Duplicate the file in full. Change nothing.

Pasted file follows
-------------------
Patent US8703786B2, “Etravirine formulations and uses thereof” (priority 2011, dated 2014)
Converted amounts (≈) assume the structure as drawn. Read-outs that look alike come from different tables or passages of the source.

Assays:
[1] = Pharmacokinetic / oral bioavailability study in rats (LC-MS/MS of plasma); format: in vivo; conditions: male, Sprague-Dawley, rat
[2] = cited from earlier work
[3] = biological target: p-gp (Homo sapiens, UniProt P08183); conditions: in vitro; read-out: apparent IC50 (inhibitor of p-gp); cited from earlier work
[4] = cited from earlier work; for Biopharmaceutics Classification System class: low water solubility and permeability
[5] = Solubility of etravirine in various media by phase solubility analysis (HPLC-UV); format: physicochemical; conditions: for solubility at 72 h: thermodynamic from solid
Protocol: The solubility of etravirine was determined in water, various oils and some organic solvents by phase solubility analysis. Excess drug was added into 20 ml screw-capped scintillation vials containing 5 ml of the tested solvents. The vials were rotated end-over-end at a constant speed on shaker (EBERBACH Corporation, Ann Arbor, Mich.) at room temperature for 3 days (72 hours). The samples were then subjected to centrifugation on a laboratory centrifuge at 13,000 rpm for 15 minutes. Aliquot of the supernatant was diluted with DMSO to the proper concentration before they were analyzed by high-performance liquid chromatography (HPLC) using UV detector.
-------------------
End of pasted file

Patent US8703786B2, “Etravirine formulations and uses thereof” (priority 2011, dated 2014)
Converted amounts (≈) assume the structure as drawn. Read-outs that look alike come from different tables or passages of the source.

Assays:
[1] = Pharmacokinetic / oral bioavailability study in rats (LC-MS/MS of plasma); format: in vivo; conditions: male, Sprague-Dawley, rat
[2] = cited from earlier work
[3] = biological target: p-gp (Homo sapiens, UniProt P08183); conditions: in vitro; read-out: apparent IC50 (inhibitor of p-gp); cited from earlier work
[4] = cited from earlier work; for Biopharmaceutics Classification System class: low water solubility and permeability
[5] = Solubility of etravirine in various media by phase solubility analysis (HPLC-UV); format: physicochemical; conditions: for solubility at 72 h: thermodynamic from solid
Protocol: The solubility of etravirine was determined in water, various oils and some organic solvents by phase solubility analysis. Excess drug was added into 20 ml screw-capped scintillation vials containing 5 ml of the tested solvents. The vials were rotated end-over-end at a constant speed on shaker (EBERBACH Corporation, Ann Arbor, Mich.) at room temperature for 3 days (72 hours). The samples were then subjected to centrifugation on a laboratory centrifuge at 13,000 rpm for 15 minutes. Aliquot of the supernatant was diluted with DMSO to the proper concentration before they were analyzed by high-performance liquid chromatography (HPLC) using UV detector.